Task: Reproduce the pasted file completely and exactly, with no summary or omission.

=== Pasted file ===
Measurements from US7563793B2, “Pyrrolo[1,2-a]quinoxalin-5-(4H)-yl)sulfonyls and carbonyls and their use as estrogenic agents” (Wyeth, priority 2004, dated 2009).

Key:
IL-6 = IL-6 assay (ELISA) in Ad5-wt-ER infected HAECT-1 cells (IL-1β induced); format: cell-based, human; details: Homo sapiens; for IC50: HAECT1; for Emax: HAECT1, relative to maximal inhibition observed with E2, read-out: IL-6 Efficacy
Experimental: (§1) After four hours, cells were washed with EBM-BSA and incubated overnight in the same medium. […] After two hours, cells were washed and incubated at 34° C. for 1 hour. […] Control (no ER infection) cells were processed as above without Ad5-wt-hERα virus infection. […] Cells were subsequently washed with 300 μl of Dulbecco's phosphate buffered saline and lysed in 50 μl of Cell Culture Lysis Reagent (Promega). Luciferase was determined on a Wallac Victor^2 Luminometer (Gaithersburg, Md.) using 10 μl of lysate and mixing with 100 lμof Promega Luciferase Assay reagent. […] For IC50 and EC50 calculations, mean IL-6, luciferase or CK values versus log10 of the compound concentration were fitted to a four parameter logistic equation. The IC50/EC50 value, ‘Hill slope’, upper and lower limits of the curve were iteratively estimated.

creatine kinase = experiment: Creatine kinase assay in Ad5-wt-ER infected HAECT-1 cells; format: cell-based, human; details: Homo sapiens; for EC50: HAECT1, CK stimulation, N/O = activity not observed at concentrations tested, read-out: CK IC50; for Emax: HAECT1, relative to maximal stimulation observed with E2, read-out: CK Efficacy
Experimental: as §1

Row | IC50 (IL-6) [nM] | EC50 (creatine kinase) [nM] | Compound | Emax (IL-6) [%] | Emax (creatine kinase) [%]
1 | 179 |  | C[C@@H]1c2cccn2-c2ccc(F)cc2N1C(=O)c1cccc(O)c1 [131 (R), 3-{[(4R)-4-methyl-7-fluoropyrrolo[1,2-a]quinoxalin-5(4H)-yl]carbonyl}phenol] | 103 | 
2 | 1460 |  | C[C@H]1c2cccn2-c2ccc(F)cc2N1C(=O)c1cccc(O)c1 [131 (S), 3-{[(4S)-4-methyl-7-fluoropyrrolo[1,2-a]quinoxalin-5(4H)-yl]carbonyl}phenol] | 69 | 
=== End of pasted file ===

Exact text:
Measurements from US7563793B2, “Pyrrolo[1,2-a]quinoxalin-5-(4H)-yl)sulfonyls and carbonyls and their use as estrogenic agents” (Wyeth, priority 2004, dated 2009).

Key:
IL-6 = IL-6 assay (ELISA) in Ad5-wt-ER infected HAECT-1 cells (IL-1β induced); format: cell-based, human; details: Homo sapiens; for IC50: HAECT1; for Emax: HAECT1, relative to maximal inhibition observed with E2, read-out: IL-6 Efficacy
Experimental: (§1) After four hours, cells were washed with EBM-BSA and incubated overnight in the same medium. […] After two hours, cells were washed and incubated at 34° C. for 1 hour. […] Control (no ER infection) cells were processed as above without Ad5-wt-hERα virus infection. […] Cells were subsequently washed with 300 μl of Dulbecco's phosphate buffered saline and lysed in 50 μl of Cell Culture Lysis Reagent (Promega). Luciferase was determined on a Wallac Victor^2 Luminometer (Gaithersburg, Md.) using 10 μl of lysate and mixing with 100 lμof Promega Luciferase Assay reagent. […] For IC50 and EC50 calculations, mean IL-6, luciferase or CK values versus log10 of the compound concentration were fitted to a four parameter logistic equation. The IC50/EC50 value, ‘Hill slope’, upper and lower limits of the curve were iteratively estimated.

creatine kinase = experiment: Creatine kinase assay in Ad5-wt-ER infected HAECT-1 cells; format: cell-based, human; details: Homo sapiens; for EC50: HAECT1, CK stimulation, N/O = activity not observed at concentrations tested, read-out: CK IC50; for Emax: HAECT1, relative to maximal stimulation observed with E2, read-out: CK Efficacy
Experimental: as §1

Row | IC50 (IL-6) [nM] | EC50 (creatine kinase) [nM] | Compound | Emax (IL-6) [%] | Emax (creatine kinase) [%]
1 | 179 |  | C[C@@H]1c2cccn2-c2ccc(F)cc2N1C(=O)c1cccc(O)c1 [131 (R), 3-{[(4R)-4-methyl-7-fluoropyrrolo[1,2-a]quinoxalin-5(4H)-yl]carbonyl}phenol] | 103 | 
2 | 1460 |  | C[C@H]1c2cccn2-c2ccc(F)cc2N1C(=O)c1cccc(O)c1 [131 (S), 3-{[(4S)-4-methyl-7-fluoropyrrolo[1,2-a]quinoxalin-5(4H)-yl]carbonyl}phenol] | 69 | 